Anyway, I guess the answer is yes, there are hog rings through the foam and burlap that attach to the wires.  Again, mine had a few hog rings in those areas w/o the covers included...  Then, I went up through the bottom of those slits/pleats to ring the seat cover wires through the foam and burlap to the spring wires.
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68Zproject
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« Reply #2 on: February 26, 2012, 12:03:43 PM »

Well, I guess whoever did mine must have know what they were doing then.  They just got lazy and didn't take out the old rings.  My foam was the original and a little crumbly and I just didn't want to put holes in the new unless that's the way you do it.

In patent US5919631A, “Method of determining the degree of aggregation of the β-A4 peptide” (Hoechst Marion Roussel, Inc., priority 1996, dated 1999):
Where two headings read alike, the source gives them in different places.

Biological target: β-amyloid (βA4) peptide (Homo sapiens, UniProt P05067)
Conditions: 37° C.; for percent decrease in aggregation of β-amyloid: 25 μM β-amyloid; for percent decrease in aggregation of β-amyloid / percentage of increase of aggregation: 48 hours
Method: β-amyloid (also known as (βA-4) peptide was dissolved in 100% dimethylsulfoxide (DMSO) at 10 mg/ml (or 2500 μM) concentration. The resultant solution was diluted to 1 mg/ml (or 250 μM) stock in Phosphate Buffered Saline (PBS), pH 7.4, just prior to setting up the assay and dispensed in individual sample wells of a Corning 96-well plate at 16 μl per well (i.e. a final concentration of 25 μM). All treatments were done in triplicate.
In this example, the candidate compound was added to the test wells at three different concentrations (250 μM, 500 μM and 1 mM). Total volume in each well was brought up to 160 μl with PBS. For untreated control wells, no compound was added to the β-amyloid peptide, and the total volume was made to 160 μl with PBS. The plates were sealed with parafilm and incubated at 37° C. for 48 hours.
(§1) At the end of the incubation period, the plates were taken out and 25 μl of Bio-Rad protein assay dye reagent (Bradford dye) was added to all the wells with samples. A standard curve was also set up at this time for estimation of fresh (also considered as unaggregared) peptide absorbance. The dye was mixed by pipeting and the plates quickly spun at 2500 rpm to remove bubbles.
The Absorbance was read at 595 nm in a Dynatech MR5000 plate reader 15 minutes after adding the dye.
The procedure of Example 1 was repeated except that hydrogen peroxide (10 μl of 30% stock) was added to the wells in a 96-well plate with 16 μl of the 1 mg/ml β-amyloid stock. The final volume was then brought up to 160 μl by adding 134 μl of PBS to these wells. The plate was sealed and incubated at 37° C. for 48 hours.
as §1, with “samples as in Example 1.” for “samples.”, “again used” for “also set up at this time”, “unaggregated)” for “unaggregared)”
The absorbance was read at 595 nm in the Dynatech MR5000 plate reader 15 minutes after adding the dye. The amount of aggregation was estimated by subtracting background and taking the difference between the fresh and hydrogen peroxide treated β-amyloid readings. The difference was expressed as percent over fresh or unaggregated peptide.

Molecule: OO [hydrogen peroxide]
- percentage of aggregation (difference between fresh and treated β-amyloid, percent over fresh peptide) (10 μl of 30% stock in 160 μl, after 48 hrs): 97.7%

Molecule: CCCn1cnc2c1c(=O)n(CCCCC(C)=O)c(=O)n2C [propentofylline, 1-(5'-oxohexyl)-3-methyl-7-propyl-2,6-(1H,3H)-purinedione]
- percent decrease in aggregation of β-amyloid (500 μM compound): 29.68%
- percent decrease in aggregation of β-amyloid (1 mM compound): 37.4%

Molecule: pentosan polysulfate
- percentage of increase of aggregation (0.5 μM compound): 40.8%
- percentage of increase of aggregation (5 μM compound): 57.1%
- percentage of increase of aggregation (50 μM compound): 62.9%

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68Z28
flyingskibiker
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« Reply #3 on: February 27, 2012, 05:53:23 PM »

I forgot to mention that there was also cheese cloth over the cotton batting(?) whenever it was under the covers themselves.  That cheese cloth/cotton also was ringed if it was a large piece covering the entire foam.  The seat backs had the cheese cloth/cotton along the edges to build them up.  No rings were used in that area, though...  There also was a burlap piece that had the cotton glued to it that went under the seat bottom foam.  Not sure what that was about.  But I did duplicate it.  Maybe it helped protect the foam from the springs?  I think I ended up using about 3 lbs. of hog rings to recover all the seats! lol